NEW YORK (Reuters) - Vitamin World, a seller of vitamins and nutritional supplements, plans to file for Chapter 11 bankruptcy, hoping to end costly lease agreements for some of its stores, the company’s chief executive officer said on Tuesday.
Long Island, New York-based Vitamin World plans to file bankruptcy in order to exit real estate leases that were negotiated by its previous owners, the CEO, Michael Madden, said in a statement.
The vitamin seller, which has about 345 stores, plans to file bankruptcy as soon as this month, people familiar with the plans said. They declined to be named because they were not authorized to speak to the media.
“This action will empower us to move forward as a stronger organization that can and will continue to service our millions of loyal customers with premium offerings via retail and online channels,” Madden said in the statement.
Private equity firm Centre Lane Partners acquired Vitamin World from global vitamin maker NBTY Inc last year for about $25 million. NBTY sold the business because it had shifted to investing in its core brands, such as Nature’s Bounty and Sundown Naturals, found in major retailers across the U.S.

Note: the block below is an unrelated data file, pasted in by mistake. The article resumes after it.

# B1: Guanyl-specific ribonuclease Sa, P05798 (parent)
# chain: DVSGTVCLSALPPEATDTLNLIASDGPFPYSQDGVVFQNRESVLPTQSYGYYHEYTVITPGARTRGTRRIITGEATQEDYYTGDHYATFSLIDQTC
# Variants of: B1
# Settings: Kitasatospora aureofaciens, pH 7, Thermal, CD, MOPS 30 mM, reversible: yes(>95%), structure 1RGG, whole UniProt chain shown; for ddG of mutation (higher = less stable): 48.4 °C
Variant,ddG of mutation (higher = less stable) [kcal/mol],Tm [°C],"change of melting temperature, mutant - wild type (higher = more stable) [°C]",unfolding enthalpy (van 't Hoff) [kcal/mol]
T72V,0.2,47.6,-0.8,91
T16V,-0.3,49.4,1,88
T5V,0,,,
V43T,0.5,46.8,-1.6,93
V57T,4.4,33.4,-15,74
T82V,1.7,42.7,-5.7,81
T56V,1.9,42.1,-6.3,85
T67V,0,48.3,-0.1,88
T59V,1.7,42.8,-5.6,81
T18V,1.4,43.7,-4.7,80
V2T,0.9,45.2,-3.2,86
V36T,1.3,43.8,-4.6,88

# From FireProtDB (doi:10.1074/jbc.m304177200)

NBTY, which now does business as The Nature’s Bounty Co, declined to comment.
Madden said he has been working on solving the issues with the company’s real estate portfolio since he became CEO in 2016.
“While a handful of landlords cooperated, the vast majority have not,” he said. “At this time we have no other option than to restructure the company‘s real estate portfolio by filing for Chapter 11 protection.”
A Vitamin World spokesman confirmed that the company is working with RCS Real Estate Advisors to negotiate with landlords on leases. Vitamin World has hired law firm Katten Muchin Rosenman LLP for the bankruptcy filing, one of the people said.
Centre Lane and Katten did not immediately return requests for comment.
Vitamin World was started in 1976 by Arthur Rudolph in a kiosk in Williamsville, New York.
Specialty retailers selling vitamins, herbs and supplements have been under pressure as the rise in e-commerce has allowed customers to shop on competing websites. Shares of Vitamin World’s larger competitors, GNC Holdings Inc (GNC.N) and Vitamin Shoppe Inc (VSI.N), have both fallen by more than 60 percent over the past 12 months.
Many U.S. adults take a vitamin or supplement every day, but concerns about the veracity of promised benefits prompted federal and state investigators to scrutinize the industry.
NBTY agreed in 2016 to put in place tighter quality control measures to ensure the authenticity of its products, according to the New York State Attorney General’s Office. NBTY followed GNC and vitamin maker Nature’s Way in reaching a settlement with the regulator.
Reporting by Jessica DiNapoli; Editing by David Gregorio and Leslie Adler